“All done, Mommy,” my son giggled. “Ok, let’s go wash our hands,” I directed. “No. I don’t want to. Let’s go get Daddy. I want to show him my new moves”. “Listen, Buddy. You’re lucky I don’t call a Hazmat Crew and have them hose you off. Go wash your hands”. “What’s a Hazbat Crew? Do they have candy?”. “No, they drive a truck and clean up big, yucky messes, Bubba”. “But, I didn’t make a mess. Wait, are you talking about the finger paint? I’m sorry about that”. “What finger paint? What did you do with the finger paint?”. “I’m gonna go wash my hands now, Mommy” he deflected, as he made his way to the sink. “Top and bottom, top and bottom. In between, in between. Rub ‘em all together, rub ‘em all together. You’re all clean, you’re all clean” he sang to the tune of “Where is Thumbkin?” as he played with the bubbles and the water coming out of the automated faucet. He must have picked up this little ditty on one of his children’s shows. I certainly didn’t write it or teach it to him, it was too nice; I am guilty of re-writing the chorus of a Beastie Boys song to be sung “Fight for your right to potty” during his toilet training days. Admittedly, that was more for my amusement, than educational purposes. When he was thoroughly sanitized, we exited the bath-chamber of horrors. I used my elbow, knees and foot to get the door open and took a great big breath of fresh air.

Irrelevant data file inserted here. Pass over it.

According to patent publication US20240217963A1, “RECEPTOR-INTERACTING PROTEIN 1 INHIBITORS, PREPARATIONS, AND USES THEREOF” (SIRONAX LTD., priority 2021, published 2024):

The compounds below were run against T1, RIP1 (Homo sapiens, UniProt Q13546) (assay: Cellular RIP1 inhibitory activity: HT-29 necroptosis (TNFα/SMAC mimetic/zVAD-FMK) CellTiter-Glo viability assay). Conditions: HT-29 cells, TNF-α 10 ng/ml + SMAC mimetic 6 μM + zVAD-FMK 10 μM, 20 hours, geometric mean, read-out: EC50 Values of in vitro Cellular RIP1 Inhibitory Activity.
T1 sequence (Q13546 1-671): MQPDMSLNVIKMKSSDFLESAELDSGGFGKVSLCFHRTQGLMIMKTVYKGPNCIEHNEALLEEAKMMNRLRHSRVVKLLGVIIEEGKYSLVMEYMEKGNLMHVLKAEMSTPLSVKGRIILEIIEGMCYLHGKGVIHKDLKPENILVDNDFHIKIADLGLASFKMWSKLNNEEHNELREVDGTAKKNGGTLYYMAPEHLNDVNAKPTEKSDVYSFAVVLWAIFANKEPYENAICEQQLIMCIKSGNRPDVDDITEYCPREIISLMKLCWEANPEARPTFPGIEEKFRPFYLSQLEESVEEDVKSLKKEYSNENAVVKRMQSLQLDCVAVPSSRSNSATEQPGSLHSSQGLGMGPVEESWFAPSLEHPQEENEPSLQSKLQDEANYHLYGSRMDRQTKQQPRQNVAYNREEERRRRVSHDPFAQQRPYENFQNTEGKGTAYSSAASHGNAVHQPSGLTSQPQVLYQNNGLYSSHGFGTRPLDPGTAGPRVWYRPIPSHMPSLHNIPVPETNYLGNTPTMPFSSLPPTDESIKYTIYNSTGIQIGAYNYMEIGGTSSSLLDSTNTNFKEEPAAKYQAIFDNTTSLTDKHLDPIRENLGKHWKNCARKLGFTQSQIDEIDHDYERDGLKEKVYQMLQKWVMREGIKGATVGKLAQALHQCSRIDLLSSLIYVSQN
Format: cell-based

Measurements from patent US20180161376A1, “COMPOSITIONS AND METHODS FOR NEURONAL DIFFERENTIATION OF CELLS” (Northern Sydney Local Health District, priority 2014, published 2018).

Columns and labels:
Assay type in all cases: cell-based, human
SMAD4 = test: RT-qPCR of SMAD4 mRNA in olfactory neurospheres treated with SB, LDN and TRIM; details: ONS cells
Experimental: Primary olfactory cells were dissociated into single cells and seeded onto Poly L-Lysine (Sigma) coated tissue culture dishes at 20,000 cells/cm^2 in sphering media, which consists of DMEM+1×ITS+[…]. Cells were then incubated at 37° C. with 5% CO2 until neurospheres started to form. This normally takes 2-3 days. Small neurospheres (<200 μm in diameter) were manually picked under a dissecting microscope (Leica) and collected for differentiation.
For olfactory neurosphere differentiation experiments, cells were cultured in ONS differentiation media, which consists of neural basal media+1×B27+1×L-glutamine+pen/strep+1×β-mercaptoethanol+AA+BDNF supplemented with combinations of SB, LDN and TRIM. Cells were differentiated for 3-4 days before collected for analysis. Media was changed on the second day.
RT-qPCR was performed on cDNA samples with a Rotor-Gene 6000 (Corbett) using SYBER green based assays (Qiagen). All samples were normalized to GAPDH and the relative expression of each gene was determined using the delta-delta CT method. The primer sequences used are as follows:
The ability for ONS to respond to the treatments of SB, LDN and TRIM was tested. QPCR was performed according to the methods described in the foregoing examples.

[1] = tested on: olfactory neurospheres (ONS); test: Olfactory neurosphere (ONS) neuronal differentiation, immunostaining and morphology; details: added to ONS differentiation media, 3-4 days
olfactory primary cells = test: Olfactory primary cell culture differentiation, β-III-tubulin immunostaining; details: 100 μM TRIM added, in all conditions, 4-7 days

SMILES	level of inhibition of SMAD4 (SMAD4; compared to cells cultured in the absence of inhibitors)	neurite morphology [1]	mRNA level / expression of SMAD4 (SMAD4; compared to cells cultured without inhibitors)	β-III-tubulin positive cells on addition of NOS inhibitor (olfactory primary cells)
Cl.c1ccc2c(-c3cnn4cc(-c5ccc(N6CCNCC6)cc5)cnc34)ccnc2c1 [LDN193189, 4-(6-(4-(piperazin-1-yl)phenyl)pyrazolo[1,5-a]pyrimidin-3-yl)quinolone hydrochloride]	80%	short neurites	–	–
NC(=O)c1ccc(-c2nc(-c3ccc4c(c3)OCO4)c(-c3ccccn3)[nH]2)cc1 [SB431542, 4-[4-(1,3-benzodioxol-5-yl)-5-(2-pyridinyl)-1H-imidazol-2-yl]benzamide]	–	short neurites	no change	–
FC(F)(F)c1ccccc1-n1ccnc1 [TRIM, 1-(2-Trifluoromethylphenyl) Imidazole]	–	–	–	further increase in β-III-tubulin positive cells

“How did it go?” his father inquired and he hurriedly ended a call on his cell phone. The expression on his face was one I had seen many, many times and let me know that he had been talking about me to the person on the other end. “Business call?” I inquired, just because I love to make him uncomfortable. “Uh, no. Just a friend”. “Oh, well…when you call them back, be sure to mention what a wretched bitch I am,” I said out of earshot from our boy. My son was bouncing around happily, elated that his parents were in 5 feet of each other and there were no lawyers present. We keep up the appearances of not loathing the existence of one another for the sake of his well-being, but someday, he’s going to figure us out. “Mommy, I’m hungry! And I want a toy, a big, expensive toy, like a Hazbat truck!” he declared. “Oh, well…you’ll have to ask your Daddy about that,” I chuckled, repaying the favor.